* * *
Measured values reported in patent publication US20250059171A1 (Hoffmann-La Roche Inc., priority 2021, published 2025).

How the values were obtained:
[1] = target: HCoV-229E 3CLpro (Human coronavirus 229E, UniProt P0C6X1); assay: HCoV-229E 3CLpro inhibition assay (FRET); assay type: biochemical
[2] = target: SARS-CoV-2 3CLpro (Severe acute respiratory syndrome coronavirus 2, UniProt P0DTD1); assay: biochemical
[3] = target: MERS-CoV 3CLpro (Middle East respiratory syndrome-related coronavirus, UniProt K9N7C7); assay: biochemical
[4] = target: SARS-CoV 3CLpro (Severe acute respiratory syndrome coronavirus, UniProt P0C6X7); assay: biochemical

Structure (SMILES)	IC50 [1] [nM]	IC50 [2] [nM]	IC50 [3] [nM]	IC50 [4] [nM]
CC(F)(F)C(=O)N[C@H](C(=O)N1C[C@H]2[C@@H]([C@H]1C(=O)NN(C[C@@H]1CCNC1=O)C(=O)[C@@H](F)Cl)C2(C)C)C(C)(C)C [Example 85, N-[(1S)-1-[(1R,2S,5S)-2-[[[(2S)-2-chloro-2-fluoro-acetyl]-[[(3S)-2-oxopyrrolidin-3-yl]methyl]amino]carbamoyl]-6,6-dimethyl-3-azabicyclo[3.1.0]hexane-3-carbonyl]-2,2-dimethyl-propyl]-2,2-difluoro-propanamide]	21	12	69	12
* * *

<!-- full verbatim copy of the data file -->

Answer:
Measured values reported in patent publication US20250059171A1 (Hoffmann-La Roche Inc., priority 2021, published 2025).

How the values were obtained:
[1] = target: HCoV-229E 3CLpro (Human coronavirus 229E, UniProt P0C6X1); assay: HCoV-229E 3CLpro inhibition assay (FRET); assay type: biochemical
[2] = target: SARS-CoV-2 3CLpro (Severe acute respiratory syndrome coronavirus 2, UniProt P0DTD1); assay: biochemical
[3] = target: MERS-CoV 3CLpro (Middle East respiratory syndrome-related coronavirus, UniProt K9N7C7); assay: biochemical
[4] = target: SARS-CoV 3CLpro (Severe acute respiratory syndrome coronavirus, UniProt P0C6X7); assay: biochemical

Structure (SMILES)	IC50 [1] [nM]	IC50 [2] [nM]	IC50 [3] [nM]	IC50 [4] [nM]
CC(F)(F)C(=O)N[C@H](C(=O)N1C[C@H]2[C@@H]([C@H]1C(=O)NN(C[C@@H]1CCNC1=O)C(=O)[C@@H](F)Cl)C2(C)C)C(C)(C)C [Example 85, N-[(1S)-1-[(1R,2S,5S)-2-[[[(2S)-2-chloro-2-fluoro-acetyl]-[[(3S)-2-oxopyrrolidin-3-yl]methyl]amino]carbamoyl]-6,6-dimethyl-3-azabicyclo[3.1.0]hexane-3-carbonyl]-2,2-dimethyl-propyl]-2,2-difluoro-propanamide]	21	12	69	12